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Will PNRR help Italian Smart Cities?

PNRR will fund the technological and sustainable development of Italian Smart Cities. But its timing may not be in line with their optimal growth.


There's a lot of talking about Italy's digitalization and how PNRR can actually help it. But we often forget "how" Italians will then be able to experience this innovation. Innovation plans are now focused on improving Italian digital (and physical) infrastructures, and this is of course a big step forward. But it all happens behind the scenes, so it is not always perceived by the "normal" people. Where will they "see" innovation, first of all?. Undoubtedly, in their cities. Better, we hope: in their Smart City.

Large and small, Italian cities must now adopt their own Smart City approach. And, in this, it is important to align their development strategies with what their citizens really think is important and, well, "smart". An Intel - Pepe Research survey recently tried to understand and describe what Italians think their cities need, to be considered smart.

A first takeaway of the survey: the traditional "more technology means a better city" vision of Smart Cities is not enough. It's not even what many Italians want. Of course they would love to live in cities where services, public spaces and infrastructures are managed more efficiently. But - explains Elena Salvi, Partner at Pepe Research - if a Smart City is "a city that makes life easier, in general", this does not lead just to technological innovation, but also to sustainability. "Being 'green' - underlines Salvi - is a tract that Italians expect in a modern city". So much that it is the most cited key feature of a Smart City.

Pepe Research underlines that most Italians have a positive vision of Smart Cities. "All categories of interviewees have the perception that the Smart City would in any case bring them a benefit", says Salvi. There's just a main perceived risk: that living in a Smart City requires more technological skills - maybe too many - to use its services.

The general positive vision of the Smart City concept is, however, fragmented into mant "personal" visions, with very different expectations and fears. The whole "smart therefore green" theme is the most appreciated by young people. The elderly mainly want more security. Smart mobility is important for those who already live in large cities and therefore have a direct experience of traffic problems. Entrepreneurs and freelancers are interested in the generic "smart living" idea, intended as greater ease of access to services.

After all, everyone has their own idea of ​​the Smart City they would like. An idea that also derives from the non-smartness of the city in which they live. "Italian cities are not perceived as smart, in general... Italians think that other countries are certainly more advanced", explains Salvi. Thus, for many Italian cities that aspire to become Smart Cities, "their citizens find it hard to imagine a truly satisfactory future state", comments Salvi.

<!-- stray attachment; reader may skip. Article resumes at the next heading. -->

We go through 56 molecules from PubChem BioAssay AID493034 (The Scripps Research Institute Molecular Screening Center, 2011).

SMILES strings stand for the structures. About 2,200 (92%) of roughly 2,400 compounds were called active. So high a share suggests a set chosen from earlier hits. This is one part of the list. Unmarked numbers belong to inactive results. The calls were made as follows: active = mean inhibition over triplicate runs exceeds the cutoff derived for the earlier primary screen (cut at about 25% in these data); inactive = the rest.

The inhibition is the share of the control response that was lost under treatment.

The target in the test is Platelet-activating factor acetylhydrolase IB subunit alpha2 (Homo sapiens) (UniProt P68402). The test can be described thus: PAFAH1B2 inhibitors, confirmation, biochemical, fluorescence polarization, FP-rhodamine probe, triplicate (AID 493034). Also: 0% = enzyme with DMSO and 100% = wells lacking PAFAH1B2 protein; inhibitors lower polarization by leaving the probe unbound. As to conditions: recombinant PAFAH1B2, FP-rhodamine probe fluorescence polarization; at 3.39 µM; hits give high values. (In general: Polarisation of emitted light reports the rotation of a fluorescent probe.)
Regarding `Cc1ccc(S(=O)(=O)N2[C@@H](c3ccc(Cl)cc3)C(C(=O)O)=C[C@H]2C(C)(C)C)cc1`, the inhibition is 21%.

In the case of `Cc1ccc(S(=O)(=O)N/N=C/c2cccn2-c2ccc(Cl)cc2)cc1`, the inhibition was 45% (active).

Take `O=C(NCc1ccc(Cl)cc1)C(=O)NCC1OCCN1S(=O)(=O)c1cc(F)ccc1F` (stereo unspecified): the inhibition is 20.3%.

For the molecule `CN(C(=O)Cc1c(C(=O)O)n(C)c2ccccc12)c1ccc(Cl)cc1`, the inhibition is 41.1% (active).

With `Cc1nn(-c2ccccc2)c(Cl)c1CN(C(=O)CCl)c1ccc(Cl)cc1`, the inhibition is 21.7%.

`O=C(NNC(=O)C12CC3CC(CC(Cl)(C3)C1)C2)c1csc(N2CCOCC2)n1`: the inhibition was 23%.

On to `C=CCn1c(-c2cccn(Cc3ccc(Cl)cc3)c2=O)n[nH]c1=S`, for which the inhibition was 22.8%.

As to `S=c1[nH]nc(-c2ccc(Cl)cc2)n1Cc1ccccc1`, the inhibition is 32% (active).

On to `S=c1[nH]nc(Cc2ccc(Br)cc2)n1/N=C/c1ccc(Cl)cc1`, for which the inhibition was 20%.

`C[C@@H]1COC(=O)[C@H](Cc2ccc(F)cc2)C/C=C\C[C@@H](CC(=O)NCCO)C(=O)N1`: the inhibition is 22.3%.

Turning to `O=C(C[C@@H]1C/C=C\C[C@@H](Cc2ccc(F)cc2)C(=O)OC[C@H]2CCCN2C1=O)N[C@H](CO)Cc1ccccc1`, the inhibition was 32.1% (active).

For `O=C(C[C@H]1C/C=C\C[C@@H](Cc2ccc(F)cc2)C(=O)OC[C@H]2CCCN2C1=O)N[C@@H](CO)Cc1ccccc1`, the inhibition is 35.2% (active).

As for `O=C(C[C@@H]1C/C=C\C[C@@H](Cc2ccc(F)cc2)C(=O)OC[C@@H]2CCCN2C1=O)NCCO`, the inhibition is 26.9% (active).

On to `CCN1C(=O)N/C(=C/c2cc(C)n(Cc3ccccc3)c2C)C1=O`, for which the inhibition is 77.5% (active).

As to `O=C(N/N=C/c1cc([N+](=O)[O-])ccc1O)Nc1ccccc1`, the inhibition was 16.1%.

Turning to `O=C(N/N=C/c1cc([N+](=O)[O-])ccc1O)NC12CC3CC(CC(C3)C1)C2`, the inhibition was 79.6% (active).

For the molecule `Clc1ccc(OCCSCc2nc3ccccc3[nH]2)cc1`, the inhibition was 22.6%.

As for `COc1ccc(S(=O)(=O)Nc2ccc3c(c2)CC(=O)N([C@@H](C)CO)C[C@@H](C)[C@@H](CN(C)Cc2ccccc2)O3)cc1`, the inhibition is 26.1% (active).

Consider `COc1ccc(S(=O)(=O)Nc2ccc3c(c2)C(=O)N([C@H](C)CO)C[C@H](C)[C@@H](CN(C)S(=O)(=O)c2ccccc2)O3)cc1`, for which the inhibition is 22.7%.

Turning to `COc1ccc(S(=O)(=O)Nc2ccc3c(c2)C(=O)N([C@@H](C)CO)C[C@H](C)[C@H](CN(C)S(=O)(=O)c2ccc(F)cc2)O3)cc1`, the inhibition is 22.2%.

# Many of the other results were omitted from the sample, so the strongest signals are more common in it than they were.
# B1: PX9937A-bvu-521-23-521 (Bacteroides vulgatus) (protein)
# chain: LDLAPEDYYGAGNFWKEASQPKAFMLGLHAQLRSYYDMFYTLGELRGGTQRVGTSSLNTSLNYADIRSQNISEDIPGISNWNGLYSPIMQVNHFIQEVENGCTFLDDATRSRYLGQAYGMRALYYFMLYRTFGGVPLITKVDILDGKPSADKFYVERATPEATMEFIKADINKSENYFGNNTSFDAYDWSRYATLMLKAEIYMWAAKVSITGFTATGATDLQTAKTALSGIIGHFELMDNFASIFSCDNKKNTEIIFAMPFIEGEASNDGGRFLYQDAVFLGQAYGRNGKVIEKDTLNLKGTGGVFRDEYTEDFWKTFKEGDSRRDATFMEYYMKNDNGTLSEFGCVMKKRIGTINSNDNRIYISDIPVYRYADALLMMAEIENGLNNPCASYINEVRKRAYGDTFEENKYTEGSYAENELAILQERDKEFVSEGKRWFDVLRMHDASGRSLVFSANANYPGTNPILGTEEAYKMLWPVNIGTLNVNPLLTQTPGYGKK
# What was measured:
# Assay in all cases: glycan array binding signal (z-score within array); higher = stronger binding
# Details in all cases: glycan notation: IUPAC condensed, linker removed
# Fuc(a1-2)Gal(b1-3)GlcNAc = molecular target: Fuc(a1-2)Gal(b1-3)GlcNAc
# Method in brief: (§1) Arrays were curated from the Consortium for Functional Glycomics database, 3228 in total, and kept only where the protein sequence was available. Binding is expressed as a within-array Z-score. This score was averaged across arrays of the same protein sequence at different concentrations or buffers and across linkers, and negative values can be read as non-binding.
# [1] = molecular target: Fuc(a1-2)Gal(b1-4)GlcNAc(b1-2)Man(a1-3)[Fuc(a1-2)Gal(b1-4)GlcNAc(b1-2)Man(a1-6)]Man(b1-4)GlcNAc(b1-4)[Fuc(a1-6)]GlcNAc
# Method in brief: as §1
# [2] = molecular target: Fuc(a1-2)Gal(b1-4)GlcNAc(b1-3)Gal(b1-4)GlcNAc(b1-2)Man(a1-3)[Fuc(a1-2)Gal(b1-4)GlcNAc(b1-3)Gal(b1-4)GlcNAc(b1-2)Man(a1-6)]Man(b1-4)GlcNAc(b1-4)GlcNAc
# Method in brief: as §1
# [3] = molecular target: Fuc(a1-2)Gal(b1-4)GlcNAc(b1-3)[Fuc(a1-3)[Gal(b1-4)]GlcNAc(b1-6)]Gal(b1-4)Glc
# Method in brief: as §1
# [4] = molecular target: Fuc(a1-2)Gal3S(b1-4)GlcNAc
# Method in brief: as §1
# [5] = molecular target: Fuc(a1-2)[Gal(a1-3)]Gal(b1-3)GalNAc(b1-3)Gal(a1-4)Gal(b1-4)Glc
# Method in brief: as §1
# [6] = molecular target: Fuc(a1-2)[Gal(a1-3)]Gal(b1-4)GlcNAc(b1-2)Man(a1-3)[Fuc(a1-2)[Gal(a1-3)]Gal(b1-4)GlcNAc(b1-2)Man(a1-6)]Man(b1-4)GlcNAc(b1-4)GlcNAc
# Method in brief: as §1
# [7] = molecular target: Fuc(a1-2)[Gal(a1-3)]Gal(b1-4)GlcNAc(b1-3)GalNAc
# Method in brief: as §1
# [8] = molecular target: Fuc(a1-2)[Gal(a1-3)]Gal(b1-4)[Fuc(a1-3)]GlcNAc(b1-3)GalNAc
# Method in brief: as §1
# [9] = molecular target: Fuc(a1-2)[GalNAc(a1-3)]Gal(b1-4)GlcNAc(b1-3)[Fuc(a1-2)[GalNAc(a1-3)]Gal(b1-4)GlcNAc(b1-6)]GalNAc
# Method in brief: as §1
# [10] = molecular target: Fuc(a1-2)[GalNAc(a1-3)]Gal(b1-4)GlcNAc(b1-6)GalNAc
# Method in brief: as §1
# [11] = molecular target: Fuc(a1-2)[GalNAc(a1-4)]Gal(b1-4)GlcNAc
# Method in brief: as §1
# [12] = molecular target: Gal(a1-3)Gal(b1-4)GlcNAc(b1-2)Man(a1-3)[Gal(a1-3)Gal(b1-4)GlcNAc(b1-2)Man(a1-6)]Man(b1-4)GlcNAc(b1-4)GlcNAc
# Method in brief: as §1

But being a Smart City can really change how an urban center is perceived. Especially a large city, which today is less and less attractive. Pepe Research says that just 27% of those who do not live in a big city consider the idea of ​​moving there, while 37% of those who live in a big centre intend to leave it.

But what if we're talking about a Smart City? Then things change a lot: 61% of the sample interviewed by Pepe Research said they would move to a Smart City if it were in their Region. 79% if it were within the Province. In summary, a Smart City has a strong appeal on those who do not live there, a "normal" large city does not.

The role of PNRR

Can PNRR play a positive role in how, and how fast, large Italian centers are turning into Smart Cities? That's the idea. The Plan includes all the canonical Smart Cities keywords - inclusion, urban regeneration, smart mobility, redevelopment, safety... - and there is no shortage of funds for them.

Mostly, funds for Smart Cities will come from Mission 5: 9 billion euros dedicated to "urban regeneration". In other words, a new way of planning the development of large centers, seen as entities that in their growth must not create gaps between "smart" and vulnerable areas. This is the specific purpose of the Integrated Urban Plans, with their idea of synergies and co-innovation between public, private and third sectors, between large centers and small neighboring municipalities.

Scattered over the PNRR, many other funds will help Italian cities in becoming smart. Mission 1 has two billion euros for "digital services and digital citizenship". Mission 2 deals with sustainable local transport (8.5 billion euros), buildings energy efficiency (15 billion), urban green areas (330 million). Mission 3 plays a big role in all the transport infrastructure development: 25 billion euros to cover also sustainable mobility and integrated logistics.

So, there's the money. And local PAs really want to spend it. What can possibly go wrong? If you listen to the experts, it is just a matter of schedule. PNRR Missions want innovation to run, but you can't turn the "high" goals of the Plan into reality so fast. Especially when Smart Cities are involved.

A Smart City is a complex ecosystem, technologically and because it must combine interests and expectations of many stakeholders. To "make" a Smart City you need a vision, clear objectives, technical skills, planning skills, resources, synergies between all the parties. It is hard to put all this together in a short time. Smart Cities need their time, PNRR or not.

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